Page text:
###…onger than what fixed real estate you have in a UILabel?
When NSLineBreakByTruncatingTail and the default ellipsis doesn’t quite cut it for us, here are three methods to truncate a string to a constraining size and append custom text to the truncated string:
subtraction until it fits
addition until it doesn’t
binary search, because who doesn’t like log(N)
Read on, or go ahead and grab them as a category, and enjoy!
Let’s say you have a lot of text with variable length and only a 320x100 frame to display it. You don’t want to leave the user with a crude cut in characters without any indication that there’s more to read. What do you do?
iOS offers an easy fix:
The UILabel’s’ lineBreakMode property is set by default to NSLineBreakByTruncatingTail, resulting in a simple but powerful ... to signal the end:
The ellipsis is the universal solution to this problem, and a fine one at that for signaling the intentional omission of a word. If you want to also signal that there is some way to interact with your truncated text – for example, let’s say you want to make a truncated UILabel tappable for an expanded view – you might want to add a custom call to action: “see more”, “expand”, or even an ellipsis with a different color.
Adding some color does the trick
Here’s the rub: as far as I can tell, there is no way to reach under the hood and override iOS truncation to append your own version of an ellipsis. You can, however, write a decent workaround with a fit function using NSString’s [boundingRectWithSize:options:attributes:context] and mutate a string until it does fit. With a little research, I wrote something to the effect. First, the fit function, as a category on NSString:
Using [boundingRectWithSize:options:attributes:context:], we can check if the maximum height that a string would take up in a constraining width is less than or equal to the constraining height. Our fit function takes a parameter, trailingString, so that we can call the fit function on the final form of the text of the label: one part truncated string, one part custom string to indicate omission.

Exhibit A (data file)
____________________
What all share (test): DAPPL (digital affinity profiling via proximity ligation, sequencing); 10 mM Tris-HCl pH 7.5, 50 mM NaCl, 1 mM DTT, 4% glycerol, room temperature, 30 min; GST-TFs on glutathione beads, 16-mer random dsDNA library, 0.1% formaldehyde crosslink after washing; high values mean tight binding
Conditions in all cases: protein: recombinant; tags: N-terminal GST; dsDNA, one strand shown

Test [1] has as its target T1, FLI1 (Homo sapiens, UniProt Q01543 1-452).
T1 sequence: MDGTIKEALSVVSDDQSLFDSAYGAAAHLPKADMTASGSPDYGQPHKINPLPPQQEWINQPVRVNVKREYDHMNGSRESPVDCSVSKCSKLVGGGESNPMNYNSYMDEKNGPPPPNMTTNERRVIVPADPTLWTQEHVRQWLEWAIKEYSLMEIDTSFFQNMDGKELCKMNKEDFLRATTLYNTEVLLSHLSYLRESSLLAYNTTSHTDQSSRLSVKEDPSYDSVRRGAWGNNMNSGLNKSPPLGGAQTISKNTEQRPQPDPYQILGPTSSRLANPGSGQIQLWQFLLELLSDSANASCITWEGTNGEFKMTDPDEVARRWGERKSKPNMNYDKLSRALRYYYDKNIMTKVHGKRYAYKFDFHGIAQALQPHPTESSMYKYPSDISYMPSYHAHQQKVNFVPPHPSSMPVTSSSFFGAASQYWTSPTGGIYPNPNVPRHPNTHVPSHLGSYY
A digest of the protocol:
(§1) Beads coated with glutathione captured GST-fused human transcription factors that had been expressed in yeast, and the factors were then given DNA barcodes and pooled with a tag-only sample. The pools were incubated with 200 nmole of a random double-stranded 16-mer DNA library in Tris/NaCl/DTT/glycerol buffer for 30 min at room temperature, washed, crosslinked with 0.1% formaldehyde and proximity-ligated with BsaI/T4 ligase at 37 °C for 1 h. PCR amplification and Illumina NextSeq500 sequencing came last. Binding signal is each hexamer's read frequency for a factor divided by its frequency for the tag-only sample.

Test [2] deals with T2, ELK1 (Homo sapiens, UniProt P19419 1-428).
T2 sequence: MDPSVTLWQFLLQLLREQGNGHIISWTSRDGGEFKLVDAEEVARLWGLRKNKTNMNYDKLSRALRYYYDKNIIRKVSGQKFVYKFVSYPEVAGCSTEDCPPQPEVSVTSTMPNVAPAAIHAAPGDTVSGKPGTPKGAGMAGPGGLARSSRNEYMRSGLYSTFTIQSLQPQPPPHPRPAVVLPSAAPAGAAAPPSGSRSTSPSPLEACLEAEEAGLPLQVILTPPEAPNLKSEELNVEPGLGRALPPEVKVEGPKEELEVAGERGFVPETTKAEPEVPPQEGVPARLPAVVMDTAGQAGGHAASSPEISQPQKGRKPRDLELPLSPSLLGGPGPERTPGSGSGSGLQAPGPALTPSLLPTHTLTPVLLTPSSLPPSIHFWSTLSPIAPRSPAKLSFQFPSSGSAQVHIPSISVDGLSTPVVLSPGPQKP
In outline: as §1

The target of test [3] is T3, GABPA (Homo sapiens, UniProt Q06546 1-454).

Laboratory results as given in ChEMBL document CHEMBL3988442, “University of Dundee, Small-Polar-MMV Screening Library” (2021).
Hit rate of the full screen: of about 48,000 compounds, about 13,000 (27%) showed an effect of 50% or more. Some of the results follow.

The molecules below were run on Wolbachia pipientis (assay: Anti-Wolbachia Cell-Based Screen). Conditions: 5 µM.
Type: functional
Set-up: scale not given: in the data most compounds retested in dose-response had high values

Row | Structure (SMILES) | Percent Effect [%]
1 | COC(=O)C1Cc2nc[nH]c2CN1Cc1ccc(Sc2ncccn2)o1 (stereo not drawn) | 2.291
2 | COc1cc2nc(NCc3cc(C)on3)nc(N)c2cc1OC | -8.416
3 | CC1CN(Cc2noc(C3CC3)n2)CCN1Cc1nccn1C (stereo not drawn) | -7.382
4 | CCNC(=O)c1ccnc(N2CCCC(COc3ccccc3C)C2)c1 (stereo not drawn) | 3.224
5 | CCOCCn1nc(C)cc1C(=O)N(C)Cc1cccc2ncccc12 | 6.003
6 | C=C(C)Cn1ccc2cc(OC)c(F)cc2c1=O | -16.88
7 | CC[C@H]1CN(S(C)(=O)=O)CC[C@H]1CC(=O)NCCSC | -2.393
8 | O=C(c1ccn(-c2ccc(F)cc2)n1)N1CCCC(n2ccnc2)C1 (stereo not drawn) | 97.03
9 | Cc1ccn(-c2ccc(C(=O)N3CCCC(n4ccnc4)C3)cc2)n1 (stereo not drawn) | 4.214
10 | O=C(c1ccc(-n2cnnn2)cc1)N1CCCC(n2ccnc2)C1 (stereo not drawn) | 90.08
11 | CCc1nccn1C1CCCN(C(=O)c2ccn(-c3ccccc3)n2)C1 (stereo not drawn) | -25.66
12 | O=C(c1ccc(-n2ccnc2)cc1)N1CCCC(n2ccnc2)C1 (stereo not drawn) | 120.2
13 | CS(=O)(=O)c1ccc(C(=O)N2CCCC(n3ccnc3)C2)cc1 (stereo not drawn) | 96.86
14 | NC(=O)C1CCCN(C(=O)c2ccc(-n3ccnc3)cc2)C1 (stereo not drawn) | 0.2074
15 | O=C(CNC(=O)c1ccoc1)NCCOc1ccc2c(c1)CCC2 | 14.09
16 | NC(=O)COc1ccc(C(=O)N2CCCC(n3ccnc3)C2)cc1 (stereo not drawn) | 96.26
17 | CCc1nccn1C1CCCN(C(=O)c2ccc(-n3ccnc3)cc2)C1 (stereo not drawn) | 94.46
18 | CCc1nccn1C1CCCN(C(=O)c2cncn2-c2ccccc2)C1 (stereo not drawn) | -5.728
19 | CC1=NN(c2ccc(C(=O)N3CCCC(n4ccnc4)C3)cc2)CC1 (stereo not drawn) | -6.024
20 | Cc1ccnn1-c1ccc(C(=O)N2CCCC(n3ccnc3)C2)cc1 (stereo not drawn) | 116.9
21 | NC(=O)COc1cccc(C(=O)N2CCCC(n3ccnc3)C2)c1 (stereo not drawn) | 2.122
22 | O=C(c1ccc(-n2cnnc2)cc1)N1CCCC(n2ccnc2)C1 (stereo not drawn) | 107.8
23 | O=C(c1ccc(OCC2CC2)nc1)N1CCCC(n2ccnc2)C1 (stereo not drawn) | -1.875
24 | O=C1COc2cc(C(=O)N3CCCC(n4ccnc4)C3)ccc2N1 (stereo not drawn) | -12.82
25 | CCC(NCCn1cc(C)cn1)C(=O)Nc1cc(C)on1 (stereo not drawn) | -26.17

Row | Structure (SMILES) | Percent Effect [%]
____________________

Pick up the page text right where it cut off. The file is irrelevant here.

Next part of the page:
Now we can implement our first solution.
Truncation Method: Subtraction
Mutate the string, subtracting characters until [willFitToSize:trailingString:attributes:] returns YES.
We can create a mutable copy of the string and subtract one character at a time, stopping when height of bounds fits the constraining height. We can use that index to reconstruct string that fits.
Performance is O(N), where N is the length of the string. This naive implementation isn’t so bad if you know that your strings are limited to a certain character length, but if your string is a million characters and your frame fits 100, you might want to look at the next implementation.
Truncation Method: Addition
We add one character at a time from the string and stop when height of bounds exceeds the constraining height. We use the index to reconstruct string that fits.
Performance: constant in the size parameter.
While this implementation should be sufficient for most cases (and the most efficient, for super long strings), I was excited to try one more implementation: binary search. I’ve known in theory that binary search is a useful algorithm for sorting problems, but I’ve never encountered the fabled Algorithm in the wild.
This problem presented a rare opportunity to implement an algorithm outside the laboratory of computer science assignments.
Truncation Mode: Binary Search
Using 0 and N as starting indices, where N is the length of the string, we perform a binary search that maintains the invariants that:
height at minIndex <= size.height
height at maxIndex > size.height
We return minIndex when minIndex and maxIndex are adjacent. Performance: log(N).
Hopefully, this saves you some heartache the next time you want to add a fancy “more” indicator. You can check out how the truncation works here.